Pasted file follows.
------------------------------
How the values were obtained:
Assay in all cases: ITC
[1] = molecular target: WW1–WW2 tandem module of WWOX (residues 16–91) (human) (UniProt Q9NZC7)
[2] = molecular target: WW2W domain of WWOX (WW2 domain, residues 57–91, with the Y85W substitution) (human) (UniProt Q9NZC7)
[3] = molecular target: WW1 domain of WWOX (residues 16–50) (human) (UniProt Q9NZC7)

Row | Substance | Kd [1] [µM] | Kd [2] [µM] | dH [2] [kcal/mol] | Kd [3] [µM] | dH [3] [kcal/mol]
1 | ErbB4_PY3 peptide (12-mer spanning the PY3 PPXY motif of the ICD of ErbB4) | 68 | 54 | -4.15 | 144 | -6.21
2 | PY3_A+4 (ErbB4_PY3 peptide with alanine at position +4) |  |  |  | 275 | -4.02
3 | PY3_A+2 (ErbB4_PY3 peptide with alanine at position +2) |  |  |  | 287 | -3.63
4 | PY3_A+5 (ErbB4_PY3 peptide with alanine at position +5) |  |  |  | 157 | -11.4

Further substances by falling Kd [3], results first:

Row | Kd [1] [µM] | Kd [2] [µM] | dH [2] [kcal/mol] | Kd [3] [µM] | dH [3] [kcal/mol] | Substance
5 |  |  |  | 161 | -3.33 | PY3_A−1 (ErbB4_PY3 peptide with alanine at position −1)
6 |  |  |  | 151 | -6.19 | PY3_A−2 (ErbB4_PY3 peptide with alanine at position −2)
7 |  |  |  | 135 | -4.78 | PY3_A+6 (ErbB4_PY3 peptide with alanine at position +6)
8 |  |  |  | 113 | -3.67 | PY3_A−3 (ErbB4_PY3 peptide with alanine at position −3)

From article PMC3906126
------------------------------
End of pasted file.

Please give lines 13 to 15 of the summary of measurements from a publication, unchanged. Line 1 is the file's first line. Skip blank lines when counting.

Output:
5 |  |  |  | 161 | -3.33 | PY3_A−1 (ErbB4_PY3 peptide with alanine at position −1)
6 |  |  |  | 151 | -6.19 | PY3_A−2 (ErbB4_PY3 peptide with alanine at position −2)
7 |  |  |  | 135 | -4.78 | PY3_A+6 (ErbB4_PY3 peptide with alanine at position +6)